The story begins on May 5, 1805, in one of the wildest and most abrupt portions of New Spain, which now forms the State of Coahuila, belonging to the Mexican Confederation.
If the reader will have the kindness to take a glance at a numerous cavalcade, which is debouching from a canyon and scaling at a gallop the scarped side of a rather lofty hill, on the top of which stands an aldea, or village of Indios mansos, he will at the same time form the acquaintance of several of our principal characters, and the country in which the events recorded in this narrative occurred.
This cavalcade was composed of fifteen individuals in all; ten of them were lancers, attired in that yellow uniform which procured them the nickname of tamarindos. These soldiers were execrated by the people, in consequence of their cruelty. They advanced in good order, commanded by a subaltern and an alférez—an old trooper who had grown gray in harness, who had long white moustachios and a disagreeable face. As he galloped on, he looked around him with the careless, wearied air of a man for whom the future reserves no hopes either of ambition, love, or fortune.
About twenty paces from this little band, and just so far ahead that their remarks reached the soldiers' ears in a completely incomprehensible fashion, three persons, two men and a woman, were riding side by side.
The first was a gentleman of about thirty years of age, of commanding stature; his harsh, haughty, and menacing features were rendered even more gloomy by a deep scar of a livid hue which commenced on his right temple and divided his face into two nearly equal parts.
This man, who was dressed in the sumptuous costume of the Mexican campesinos, which he wore with far from common grace, was named Don Aníbal de Saldibar, and was considered the richest hacendero in the province.
His companion, who kept slightly in the rear, doubtless through respect, was a civilized Indian, with a quick eye, aquiline nose, and a wide mouth lined with two rows of dazzling white teeth. His countenance indicated intelligence and bravery. He was short and robust, and the almost disproportioned development of his muscles gave an enormous width to his limbs. This individual must assuredly be endowed with extraordinary strength. His attire, not nearly so rich as that of the hacendero, displayed a certain pretension to elegance, which was an extraordinary thing in an Indian.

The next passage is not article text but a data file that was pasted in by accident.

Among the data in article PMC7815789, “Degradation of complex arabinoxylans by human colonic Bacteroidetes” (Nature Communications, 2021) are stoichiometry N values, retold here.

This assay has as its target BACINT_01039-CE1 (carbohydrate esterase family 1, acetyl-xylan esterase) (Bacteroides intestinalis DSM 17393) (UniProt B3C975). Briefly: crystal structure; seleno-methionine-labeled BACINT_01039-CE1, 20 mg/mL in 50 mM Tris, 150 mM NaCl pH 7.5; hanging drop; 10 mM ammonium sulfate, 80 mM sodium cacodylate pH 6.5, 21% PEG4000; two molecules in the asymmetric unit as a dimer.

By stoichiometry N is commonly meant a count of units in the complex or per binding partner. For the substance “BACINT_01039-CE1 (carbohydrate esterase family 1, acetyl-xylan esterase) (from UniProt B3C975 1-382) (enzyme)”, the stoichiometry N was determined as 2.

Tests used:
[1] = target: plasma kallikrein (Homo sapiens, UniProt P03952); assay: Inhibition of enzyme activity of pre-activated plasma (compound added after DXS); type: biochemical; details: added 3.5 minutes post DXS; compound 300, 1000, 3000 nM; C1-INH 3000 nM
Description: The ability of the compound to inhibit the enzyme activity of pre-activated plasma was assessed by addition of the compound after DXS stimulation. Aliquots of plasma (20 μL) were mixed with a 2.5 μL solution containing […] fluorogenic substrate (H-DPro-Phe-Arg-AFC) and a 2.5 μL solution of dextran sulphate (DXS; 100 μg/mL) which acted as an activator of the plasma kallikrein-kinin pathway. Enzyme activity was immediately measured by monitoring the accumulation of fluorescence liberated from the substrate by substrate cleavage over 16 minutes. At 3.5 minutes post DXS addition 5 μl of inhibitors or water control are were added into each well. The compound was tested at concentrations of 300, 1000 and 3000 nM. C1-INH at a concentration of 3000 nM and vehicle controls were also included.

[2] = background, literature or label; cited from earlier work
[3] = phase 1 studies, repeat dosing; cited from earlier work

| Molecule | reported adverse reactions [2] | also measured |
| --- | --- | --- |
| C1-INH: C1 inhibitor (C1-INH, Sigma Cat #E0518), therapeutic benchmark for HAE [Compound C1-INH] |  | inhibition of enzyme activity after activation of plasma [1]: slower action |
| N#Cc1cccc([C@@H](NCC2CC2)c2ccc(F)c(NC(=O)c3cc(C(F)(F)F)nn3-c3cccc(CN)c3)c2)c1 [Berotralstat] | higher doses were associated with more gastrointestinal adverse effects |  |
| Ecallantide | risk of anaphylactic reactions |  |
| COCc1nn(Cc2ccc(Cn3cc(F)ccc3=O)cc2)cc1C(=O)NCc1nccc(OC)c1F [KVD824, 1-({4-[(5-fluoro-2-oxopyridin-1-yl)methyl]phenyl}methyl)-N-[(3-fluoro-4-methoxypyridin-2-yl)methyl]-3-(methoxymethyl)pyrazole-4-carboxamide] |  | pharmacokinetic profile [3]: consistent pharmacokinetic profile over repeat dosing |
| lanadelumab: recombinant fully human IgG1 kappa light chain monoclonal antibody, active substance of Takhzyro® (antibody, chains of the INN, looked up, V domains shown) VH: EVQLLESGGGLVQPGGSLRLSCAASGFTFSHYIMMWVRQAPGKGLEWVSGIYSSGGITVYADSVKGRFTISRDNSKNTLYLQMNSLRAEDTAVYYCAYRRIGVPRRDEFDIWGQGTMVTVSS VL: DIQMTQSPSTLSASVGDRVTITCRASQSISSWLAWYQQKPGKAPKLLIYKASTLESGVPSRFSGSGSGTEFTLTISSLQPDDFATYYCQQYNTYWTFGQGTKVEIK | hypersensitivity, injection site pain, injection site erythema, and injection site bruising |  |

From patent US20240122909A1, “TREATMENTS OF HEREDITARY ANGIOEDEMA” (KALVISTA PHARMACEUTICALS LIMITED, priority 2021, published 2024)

This man's name was Pedro Sotavento, and he was majordomo to Don Aníbal.
As we have said, the third person was a female. Although it was easy to see, through the juvenile grace of her movements and her taper waist, that she was still very young, she was so discreetly hidden behind gauze and muslin veils, in order to protect her from the burning heat of the sun which was then at its zenith, that it was impossible to distinguish her features. Long black locks escaped from beneath her broad-brimmed vicuña hat, and fell in profusion on her pink and white shoulders, which were scarcely veiled by a China crape rebozo.
At the moment when we approach these three persons they were conversing together with considerable animation.
''No,'' Don Aníbal said, with a frown, as he smote the pommel of his saddle, ''it is not possible, I cannot believe in so much audacity on the part of these Indian brutes. You must have been deceived, Sotavento.''
The majordomo grinned knowingly, and buried his head between his shoulders with a motion which was habitual to him.
''You will see, mi amo,'' he replied, in a honeyed voice, ''my information is positive.''
''What!'' the hacendero continued with increased fury, ''They would really attempt resistance! Why, they must be mad!''
''Not so much as you suppose, mi amo; the aldea is large and contains at least three thousand callis.''
''What matter? Suppose there were twice as many, is not one Spaniard as good as ten Indians?''